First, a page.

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Isabella Stewart Gardner and the Kindergarten

Isabella Stewart Gardner is most known today as the founder of the museum named after her in Boston. She was also a vital donor and volunteer who served leadership roles in funding the Kindergarten for the Blind and would also serve as a member of the Perkins Corporation from 1889-1923.

Two tiled portraits. On the left, a photographic portrait of Isabella Stewart Gardner from 1888 courtesy of the Isabella Stewart Gardner Museum. On the right, a group photographic portrait of the young students and on the steps of the Kindergarten for the Blind, circa 1893.

Two tiled portraits. On the left, a photographic portrait of Isabella Stewart Gardner from 1888 courtesy of the Isabella Stewart Gardner Museum, Boston. Gardner is wearing a dark dress made of a fabric that is reflective, dark gloves, and a hat decorated with what may be an ostrich feather. On the right, a group photographic portrait of the young students and on the steps of the Kindergarten for the Blind, circa 1893.

Introduction

Isabella Stewart Gardner (1840-1924) is most known today as the founder of the Isabella Stewart Gardner Museum in Boston. While she was collecting art that would later be housed in her museum, she was also donating money and her time to help lead efforts to raise funds for the Kindergarten for the Blind. A relationship between Gardner and the Perkins School for the Blind seems to have developed around the time that Perkins second Director Michael Anagnos was working to start a kindergarten. She served leadership roles in that endeavor and would also serve as a member of the Perkins Corporation from 1889-1923. The relationship would expand to include a niece and nephew who continued the relationship and the leadership.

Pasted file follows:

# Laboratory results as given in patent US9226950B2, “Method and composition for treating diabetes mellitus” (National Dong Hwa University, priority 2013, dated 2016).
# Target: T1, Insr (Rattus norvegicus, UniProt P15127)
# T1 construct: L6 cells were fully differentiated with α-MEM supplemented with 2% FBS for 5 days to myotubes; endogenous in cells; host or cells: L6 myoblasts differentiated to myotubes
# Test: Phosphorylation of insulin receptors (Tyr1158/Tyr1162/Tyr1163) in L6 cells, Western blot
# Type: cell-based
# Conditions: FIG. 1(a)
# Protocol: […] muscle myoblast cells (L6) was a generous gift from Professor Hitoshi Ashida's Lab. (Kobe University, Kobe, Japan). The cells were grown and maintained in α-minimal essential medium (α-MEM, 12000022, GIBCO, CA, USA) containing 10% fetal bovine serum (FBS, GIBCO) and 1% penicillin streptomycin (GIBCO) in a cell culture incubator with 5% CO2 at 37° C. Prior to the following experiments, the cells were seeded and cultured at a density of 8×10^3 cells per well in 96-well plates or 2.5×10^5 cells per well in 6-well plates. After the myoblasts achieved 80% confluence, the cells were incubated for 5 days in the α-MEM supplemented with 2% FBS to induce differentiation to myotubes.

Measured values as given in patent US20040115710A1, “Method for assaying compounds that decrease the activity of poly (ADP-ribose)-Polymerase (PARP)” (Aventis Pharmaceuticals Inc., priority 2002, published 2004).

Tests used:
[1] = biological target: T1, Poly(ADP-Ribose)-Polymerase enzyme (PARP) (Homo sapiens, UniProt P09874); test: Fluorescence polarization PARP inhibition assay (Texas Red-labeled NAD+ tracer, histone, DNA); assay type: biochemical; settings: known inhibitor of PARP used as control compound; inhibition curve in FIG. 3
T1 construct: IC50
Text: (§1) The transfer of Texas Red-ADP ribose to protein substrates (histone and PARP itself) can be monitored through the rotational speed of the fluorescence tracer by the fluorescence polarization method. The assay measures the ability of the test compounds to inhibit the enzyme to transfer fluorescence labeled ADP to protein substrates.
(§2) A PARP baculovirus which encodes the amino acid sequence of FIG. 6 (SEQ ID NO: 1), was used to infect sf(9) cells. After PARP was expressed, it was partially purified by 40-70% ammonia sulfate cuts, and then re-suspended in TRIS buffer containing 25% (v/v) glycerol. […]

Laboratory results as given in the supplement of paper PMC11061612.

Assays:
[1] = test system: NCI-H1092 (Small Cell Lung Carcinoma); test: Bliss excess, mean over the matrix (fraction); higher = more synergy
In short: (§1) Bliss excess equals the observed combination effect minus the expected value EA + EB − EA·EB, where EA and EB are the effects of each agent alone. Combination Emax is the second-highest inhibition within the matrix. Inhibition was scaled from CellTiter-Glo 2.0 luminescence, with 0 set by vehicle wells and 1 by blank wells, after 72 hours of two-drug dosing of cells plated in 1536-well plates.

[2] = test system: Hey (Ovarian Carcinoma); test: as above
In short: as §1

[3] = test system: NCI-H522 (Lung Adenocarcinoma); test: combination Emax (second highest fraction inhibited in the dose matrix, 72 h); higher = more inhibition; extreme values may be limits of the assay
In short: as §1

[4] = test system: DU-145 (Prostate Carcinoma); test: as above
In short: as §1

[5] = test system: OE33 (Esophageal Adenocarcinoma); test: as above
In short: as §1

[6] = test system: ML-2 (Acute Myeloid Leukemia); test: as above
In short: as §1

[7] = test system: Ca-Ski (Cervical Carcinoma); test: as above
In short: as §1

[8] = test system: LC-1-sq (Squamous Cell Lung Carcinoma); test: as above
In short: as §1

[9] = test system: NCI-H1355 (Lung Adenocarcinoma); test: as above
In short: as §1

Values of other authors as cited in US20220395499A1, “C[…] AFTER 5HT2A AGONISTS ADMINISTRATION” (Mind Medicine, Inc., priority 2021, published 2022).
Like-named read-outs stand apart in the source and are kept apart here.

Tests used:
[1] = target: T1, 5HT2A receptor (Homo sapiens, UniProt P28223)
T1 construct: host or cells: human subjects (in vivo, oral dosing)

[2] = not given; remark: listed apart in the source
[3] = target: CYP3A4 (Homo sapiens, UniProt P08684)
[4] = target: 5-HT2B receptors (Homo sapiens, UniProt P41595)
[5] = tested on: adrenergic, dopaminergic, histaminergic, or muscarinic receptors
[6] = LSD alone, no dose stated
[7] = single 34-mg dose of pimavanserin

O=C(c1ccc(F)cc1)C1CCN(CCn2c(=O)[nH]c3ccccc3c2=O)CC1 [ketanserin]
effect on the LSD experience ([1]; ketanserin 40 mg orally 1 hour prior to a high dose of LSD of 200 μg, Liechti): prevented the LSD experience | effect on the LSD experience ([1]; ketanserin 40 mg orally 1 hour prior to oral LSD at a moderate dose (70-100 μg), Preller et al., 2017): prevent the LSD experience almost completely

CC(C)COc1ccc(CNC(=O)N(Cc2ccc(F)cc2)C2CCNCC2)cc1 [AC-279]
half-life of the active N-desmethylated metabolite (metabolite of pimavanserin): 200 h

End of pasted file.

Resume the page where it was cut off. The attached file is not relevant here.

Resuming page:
A kindergarten

On May 2, 1887, the first kindergarten for students who were blind in the United States opened its doors. Two years prior to this, six acres were purchased in Jamaica Plain, Massachusetts. The process of fundraising for the purchase of land and a building to house the Kindergarten was led by Perkins’ second director, Michael Anagnos. Prior to 1887, Perkins accepted only those pupils who were over nine years old (McGinnity et al., “Kindergarten”). Knowing the value of early education, Perkins’ Board and Michael Anagnos sought to accept younger children who could gain independence earlier and become better prepared as students.

Fundraising and women’s clubs